Cindy Sherman, Untitled Film Still #3, 1977
By way of description, the image depicts a domestic scene in which the character – seemingly a housewife – stands at her kitchen sink. The construction of the picture hints at a number of possible narratives and is open to a range of analyses. Though almost cropped from the picture, the woman’s gaze – out of frame and away from the viewer, accentuated by eye makeup surely unnecessary in her own kitchen – holds my attention.
There is a suggestion of the sexual, backed up by the phallic nature of the out of focus saucepan handle pointing towards her breasts. The woman’s gaze indicates an awareness of the world beyond the confines of the frame; the way her hand rests protectively on her stomach suggests the possibility that this is not without threat, creating a tension within the image which I am a part of. As the viewer, am I intruding on the scene with the potential to defuse the tension or I am the source of it?
For me, though the image offers a portrait that I read as a stereotypical representation of a housewife from the late 1950s or early 1960s, my familiarity with the stereotype emanates – as Sherman presumably intends – from Hollywood cinema rather than first hand experience. Though there is arguably a relationship with British kitchen sink melodrama, there is something about Sherman’s character – whether it is her posture, clothing or that eye makeup – that makes her seem specifically American and suburban. She could be seen as a typical Hitchcock blonde; the scenario certainly carries an appropriate sense of drama. As the viewer I am clearly not the subject of the woman’s gaze, nonetheless I have a sense of unease about my place in the narrative. The slightly low angle of view places me in some way in the scene rather than outside it but there is an ambiguity about whether this is as an unseen observer or as a guest at her kitchen table. Is this voyeurism or shared domesticity? Does my gaze make me complicit in objectifying Sherman’s character or give me space to challenge it?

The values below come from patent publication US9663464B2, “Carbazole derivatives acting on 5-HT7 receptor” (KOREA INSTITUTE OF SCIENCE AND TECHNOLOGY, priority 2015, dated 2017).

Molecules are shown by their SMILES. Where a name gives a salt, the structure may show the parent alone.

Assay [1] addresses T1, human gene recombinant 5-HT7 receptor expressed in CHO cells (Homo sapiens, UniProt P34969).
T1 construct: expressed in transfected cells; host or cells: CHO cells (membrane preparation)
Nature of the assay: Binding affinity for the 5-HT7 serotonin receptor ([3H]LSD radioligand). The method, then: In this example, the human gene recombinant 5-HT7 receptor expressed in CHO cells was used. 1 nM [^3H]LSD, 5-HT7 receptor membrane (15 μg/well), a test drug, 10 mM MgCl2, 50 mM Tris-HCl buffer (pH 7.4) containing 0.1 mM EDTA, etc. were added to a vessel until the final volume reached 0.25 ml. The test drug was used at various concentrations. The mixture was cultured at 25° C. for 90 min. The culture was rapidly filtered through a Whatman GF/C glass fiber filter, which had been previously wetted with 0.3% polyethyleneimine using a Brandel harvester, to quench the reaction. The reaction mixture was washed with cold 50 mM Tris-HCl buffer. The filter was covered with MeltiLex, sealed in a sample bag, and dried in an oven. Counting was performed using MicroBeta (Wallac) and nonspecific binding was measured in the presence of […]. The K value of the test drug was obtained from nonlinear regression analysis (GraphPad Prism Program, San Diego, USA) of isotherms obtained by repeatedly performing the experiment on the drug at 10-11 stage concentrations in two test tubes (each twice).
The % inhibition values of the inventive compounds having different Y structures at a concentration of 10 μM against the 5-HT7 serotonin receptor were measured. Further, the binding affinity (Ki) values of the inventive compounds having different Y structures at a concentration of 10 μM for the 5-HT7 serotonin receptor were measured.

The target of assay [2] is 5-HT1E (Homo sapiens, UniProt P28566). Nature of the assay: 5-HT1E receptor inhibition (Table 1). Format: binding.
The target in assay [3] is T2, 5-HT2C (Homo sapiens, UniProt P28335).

Could the point of view be that of a toddler? Nice post.
It could! Somehow I’ve never seen her as a mother but I think I’m bringing my own preconceptions to that.
I see what you mean. The hair is what seems jarring – it’s so obviously a wig. I love how “off” her images are. Are you a fan of her later work?
I really like some of her more recent work – mainly for the grotesqueness of the light-reflective makeup – but don’t enjoy them as much as the Untitled Film Stills.
Yes, the grotesqueness is what’s great about them. The newer works are so far removed from the Film Stills that they could have been made by a different person. The Film Stills have a real mystery to them, they’re less frenetic-seeming and so seem easier to spend time with. I think CS is a great artist. Her stuff with Richard Prince is also interesting.
Pingback: Week 4 « Visual Culture
Pingback: Research | Beyond the Studio
Pingback: RESEARCH | Beyond the Studio